Jon Kricfalusi would love these off-model Mickey Mices.
MAN’S CASTLE is a neatly double-edged title, since Spencer Tracy, the titular male, starts the film as apparently self-confident and indomitable, the kind of guy who creates a feudal estate out of any surroundings, but by the end of the picture his insecurity and immaturity have been firmly established, and we imagine something maybe more like a sandcastle for him to play with…
Jo Swerling, author of several Frank Capra depression-era fantasias, penned this beautiful and strange Borzage masterwork. The similarities and differences are plain enough: like any piece of Capra-corn, this movie raises the spectre of the depression but sugar-coats it with hope. Unlike in Capra, though, the protagonists this time don’t end up materially better off. It’s a tale of survival and romance, rather than one of triumph over the odds in the capitalist game.
Spencer Tracy as Bill is wearing a tuxedo and feeding popcorn to pigeons when he notices the beautiful Trina (Loretta Young, gorgeous) eyeing the bird-feed hungrily. He takes her for a meal, and then we discover that this fellow, who dresses like a debauched swell, hasn’t a cent to his name. The dinner jacket is part of his costume: the shirt front lights up as an ad for a store. We discover this as the pair escape the restaurant and walk to Bill’s digs, through back-projected streets populated by EERIE GIANTS.
Arriving at another piece of studio artifice, the city’s New Deal shanty town, Spencer becomes swiftly nude and jumps in the river for a wash. Loretta follows, in a bit of pre-code spice. The pair presumably become lovers at this point. This is pretty surprising (they’ve just met) but in keeping with Borzage’s sexual sophistication. He’s a spiritual filmmaker, and his branch of spirituality is explicitly Christian, but he finds room for sexuality in his world-view. He’s like Prince, in that respect. There, I said it: Frank Borzage is like Prince. Only without the purple blouse.
Even though this is the pre-code nudie bit, there isn’t a racy sense of Warner Bros smut: they look like souls drifting in space. A fat soul and a thin soul.
Spencer Tracy can be an issue: “It’s difficult for me to look at him,” says Fiona around this point, “because I find him physically repulsive. But he’s fascinating to watch.” It’s a good performance, with only occasional stomach-churning moments, but a GREAT role. Even Tracyphobes like ourselves are won over.
Let’s face it, he’s not the most handsome man. He looks like a potato would look if God got drunk and tried to make a potato out of lard. He also looks like Stretch Armstrong. Stretch was a toy my best friend Craig had when we were little, and he was made of special rubber so he could stretch his arms and legs and torso like Plastic Man or Mr. Fantastic or Mr. Fanplastic. Eventually he burst, emitting tetragenic latex sap, a noxious white fluid that stank the room out. I believe Spencer Tracy contains the same substance, slopping around inside him as he lopes through the city on his amazing stilts (he’s trying to compete with those eerie rear-projected giants).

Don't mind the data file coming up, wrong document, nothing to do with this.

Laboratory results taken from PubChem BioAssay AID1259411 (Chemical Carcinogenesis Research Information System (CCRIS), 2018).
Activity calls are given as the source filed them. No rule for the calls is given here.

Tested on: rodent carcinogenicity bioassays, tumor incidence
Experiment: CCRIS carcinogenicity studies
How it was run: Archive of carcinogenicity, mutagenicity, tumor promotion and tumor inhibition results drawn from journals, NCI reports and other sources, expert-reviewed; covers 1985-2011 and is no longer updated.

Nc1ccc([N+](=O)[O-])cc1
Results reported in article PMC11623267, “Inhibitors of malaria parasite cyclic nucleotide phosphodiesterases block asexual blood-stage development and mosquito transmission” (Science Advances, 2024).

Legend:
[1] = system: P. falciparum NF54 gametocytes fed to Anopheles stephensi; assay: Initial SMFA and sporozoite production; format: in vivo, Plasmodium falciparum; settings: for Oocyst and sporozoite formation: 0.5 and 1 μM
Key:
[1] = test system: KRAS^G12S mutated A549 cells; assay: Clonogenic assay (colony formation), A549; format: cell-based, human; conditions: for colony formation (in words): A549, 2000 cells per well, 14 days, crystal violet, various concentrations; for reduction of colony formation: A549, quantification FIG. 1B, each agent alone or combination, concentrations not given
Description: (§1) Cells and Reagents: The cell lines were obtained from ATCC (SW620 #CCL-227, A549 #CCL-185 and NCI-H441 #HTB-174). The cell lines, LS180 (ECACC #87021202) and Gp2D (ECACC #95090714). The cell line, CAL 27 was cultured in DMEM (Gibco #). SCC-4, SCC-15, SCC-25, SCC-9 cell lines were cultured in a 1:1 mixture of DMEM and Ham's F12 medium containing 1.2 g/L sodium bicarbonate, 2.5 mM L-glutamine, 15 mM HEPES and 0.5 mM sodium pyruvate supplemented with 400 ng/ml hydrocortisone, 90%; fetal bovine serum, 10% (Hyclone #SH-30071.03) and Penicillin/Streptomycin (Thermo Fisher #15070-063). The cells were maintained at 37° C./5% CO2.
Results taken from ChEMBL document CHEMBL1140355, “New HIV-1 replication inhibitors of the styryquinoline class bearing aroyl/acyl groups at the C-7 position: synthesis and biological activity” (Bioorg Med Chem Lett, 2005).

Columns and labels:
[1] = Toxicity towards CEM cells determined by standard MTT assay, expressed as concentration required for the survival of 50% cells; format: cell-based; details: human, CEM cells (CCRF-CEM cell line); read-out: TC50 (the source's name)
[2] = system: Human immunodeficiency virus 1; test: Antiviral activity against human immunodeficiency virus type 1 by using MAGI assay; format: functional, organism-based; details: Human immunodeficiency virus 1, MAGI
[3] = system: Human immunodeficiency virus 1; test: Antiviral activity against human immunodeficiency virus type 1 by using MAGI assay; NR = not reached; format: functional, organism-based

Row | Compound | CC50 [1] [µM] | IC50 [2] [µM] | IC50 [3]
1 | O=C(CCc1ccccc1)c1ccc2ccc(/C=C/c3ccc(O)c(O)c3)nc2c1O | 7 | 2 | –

The theme of a hovel transfigured into a castle, or a heaven, by love, is a classic Borzagean concept, expressed fully in SEVENTH HEAVEN and reprised in a straight rip-off in LITTLE MAN, WHAT NOW? Style is self-plagiarism, and Borzage sees no shame in repeating a successful trope. Bill and Trina set up in his shack, where a sliding hatch exposes him to the sky (“my hunk of blue”, he says, paraphrasing Wilde) whenever he needs a dose of freedom, but the sound of the freight trains constantly passing calls to him, and torments Trina . Initially afraid of everything, she flowers under his protection, and comes only to be anxious that he’ll leave her. Bill becomes MORE afraid, as he starts to sense how hard it’s going to be for him to get away. Trina’s pregnancy brings things to a head.
I think I agree with Arhur, who calls this a truly great film. It takes a non-judgemental and intimate look at an unconventional relationship between two extraordinary people. Trina comes from nowhere — we don’t learn anything about her past. She’s just poor. Bill has obviously been around a bit, and may have a history with Flossie, the shantytown drunk. His way of showing affection to Trina is to insult and threaten her. This verges on the harsh, alright, but the way Loretta Young reacts shows that she fully understands that this is just his way of masking affection: it means “I love you.” There’s a risk that, accepting all this verbal abuse, Trina could seem like a doormat, but Loretta just GLOWS — she’s receiving compliments and expressions of love with every insult. It’s not masochism, it’s just an ability to read Bill’s true meaning. The only thing that upsets her is when he talks about leaving.
Bill starts off as an admirable, self-reliant larger-than-life character who teaches Trina to live. But like most larger-than-life characters, he’s soon found to have intolerable as well as admirable traits. He operates according to a personal code, and he broadcasts the fact loud and clear, but he doesn’t really live up to his own standards. He’s unfaithful to Trina (with Glenda Farrell, the Personality Kid, so we kind of understand) and when he learns she’s expecting, he throws himself into a scheme to steal the payroll from a toy factory — the plan being to give Trina the money so she’ll be OK when he runs off and leaves her. Of course, Bill becomes more interested in the toys. He’s a big kid.
Now that she’s pregnant, Trina comes into her own and emerges as the stronger, more mature character. Another beautiful and strange Borz ending — his characters don’t tend to get rich, they continue struggling, but the optimism comes through in Borzage’s core belief that love will make struggling worthwhile.